Early Montana lumberjacks worked twelve to fourteen-hour days felling trees. They awoke before dawn, ate breakfast, then hiked to the woods to saw and swing axes in the heat or freezing cold. Injury from falling branches or a crushing death among floating logs during a river drive were job hazards to avoid before returning to camp for dinner at day's end. The men often slept two to a bed in crowded bunkhouses infested by bedbugs without the benefit of a shower, toilet, or laundry facilities. Logging was an exhausting, dangerous, and probably smelly affair.
Forester Elers Koch also described the lumberjack life as lonely. “One hears little of laughter and jokes in a logging camp. [The] men eat their enormous meals silently, and sit in the bunkhouse or outside them, tired from the heavy work that goes with the job of man-handling big logs.” The fact that many lumberjacks were immigrants who spoke little English may have contributed to this sense of isolation.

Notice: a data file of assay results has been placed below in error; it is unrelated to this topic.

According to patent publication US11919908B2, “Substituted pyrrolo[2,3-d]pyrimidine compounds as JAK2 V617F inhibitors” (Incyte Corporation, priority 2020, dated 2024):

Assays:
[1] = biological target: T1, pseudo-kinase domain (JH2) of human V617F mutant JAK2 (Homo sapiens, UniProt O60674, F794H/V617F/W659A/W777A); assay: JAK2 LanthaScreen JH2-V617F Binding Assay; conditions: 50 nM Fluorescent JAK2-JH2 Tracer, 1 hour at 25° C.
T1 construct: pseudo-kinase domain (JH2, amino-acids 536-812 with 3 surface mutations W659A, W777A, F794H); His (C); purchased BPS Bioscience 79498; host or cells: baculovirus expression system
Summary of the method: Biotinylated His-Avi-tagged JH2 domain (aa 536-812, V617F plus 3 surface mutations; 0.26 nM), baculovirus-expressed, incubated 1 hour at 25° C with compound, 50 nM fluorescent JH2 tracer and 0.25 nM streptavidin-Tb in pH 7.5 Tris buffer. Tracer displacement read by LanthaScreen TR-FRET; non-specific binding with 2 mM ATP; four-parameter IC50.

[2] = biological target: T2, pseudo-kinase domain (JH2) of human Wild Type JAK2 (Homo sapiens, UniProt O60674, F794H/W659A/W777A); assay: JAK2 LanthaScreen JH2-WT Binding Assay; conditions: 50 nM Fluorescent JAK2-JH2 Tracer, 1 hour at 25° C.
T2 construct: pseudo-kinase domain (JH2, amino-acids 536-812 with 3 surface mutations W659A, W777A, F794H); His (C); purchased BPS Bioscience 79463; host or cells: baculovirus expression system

These men sacrificed home comforts and family life for their paychecks only to be taken advantage of by some lumber companies. Until labor unions could organize it was typical for company sanctioned employment “fees” to whittle away hard earned wages to nearly nothing before the men were fired and replaced by new crews. These unfair practices eventually incited strikes and Montana lumber company owners had to negotiate on pay, workday hours, and logging camp conditions.